"Our goal is to streamline Emory's message to students via increased social media efforts, as well as more extensive student interaction with prospective students," he says. "We're really evolving how we tell Emory's story."
Putting out the (virtual) welcome mat
This academic year, prospective students should already see a difference, Creasy notes.
Gone are the days of students moping around a mailbox waiting for college acceptance letters. Now, students simply log onto OPUS (Emory's online student information system) at an appointed time. From there, they are directed to an admitted student website tailored for Emory's Atlanta campus, Oxford College or a site designed for dual acceptance, Creasy says.
Students are greeted with "Welcome to Emory" and "Welcome to Oxford" videos and invitations to connect with other students by joining Emory Class of 2017 or Oxford College Class of 2017 Facebook groups. They can also find Twitter and Instagram hashtags, or may request contact with a current student to help answer individual questions.
So far, it's working. Given an invitation to connect with campus and each other, hundreds of students are doing just that, Creasy notes.
"Of our 700 early enrolled Emory College students, some 550 are already part of the Facebook group, discussing anything from who will be doing The Color Run Atlanta (an upcoming 5K) to sharing Twitter and Instagram addresses," he says. "They're engaged and getting to know each other."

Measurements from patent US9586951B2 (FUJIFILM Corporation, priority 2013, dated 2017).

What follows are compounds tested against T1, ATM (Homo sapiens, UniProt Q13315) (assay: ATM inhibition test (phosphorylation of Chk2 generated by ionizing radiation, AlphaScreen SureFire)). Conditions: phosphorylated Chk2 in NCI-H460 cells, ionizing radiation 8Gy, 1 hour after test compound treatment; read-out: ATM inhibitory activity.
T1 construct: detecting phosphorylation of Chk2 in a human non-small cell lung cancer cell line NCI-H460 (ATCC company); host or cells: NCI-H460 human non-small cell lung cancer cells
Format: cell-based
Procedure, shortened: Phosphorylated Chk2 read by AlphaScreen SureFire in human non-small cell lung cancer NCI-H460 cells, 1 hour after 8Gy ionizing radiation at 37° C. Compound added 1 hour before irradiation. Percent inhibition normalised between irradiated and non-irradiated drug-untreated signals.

As far as Suanu Bakor is concerned, it's been great to link with other future Emory students through Instagram and Facebook. "You find people talking about everything — books, music, arts and sports," says Bakor, a senior at Gwinnett School of Math, Science and Tech who was accepted early decision to the Class of 2017.
"In just talking, everyone gets each other excited — it's great, we really get into it, it gets your school spirit ramped up," he says. "I know it may seem like a little thing, but it's really how kids connect these days."
Admissions packets that arrive in the mail are different this year, too. In addition to posters. information and fun facts, Early Decision students receive "Flat Dooley," an 18" cardboard figure, with an invitation to take their photograph alongside the "Lord of Misrule" and post the image to their Class of 2017 Facebook page.
"He's the spirit of Emory, welcoming them, and students from all around the country have actually done it," Creasy says. "We'll use those pictures from early decision students to send to regular decision students, along with an invitation to come (visit campus) and pick up their own Dooley."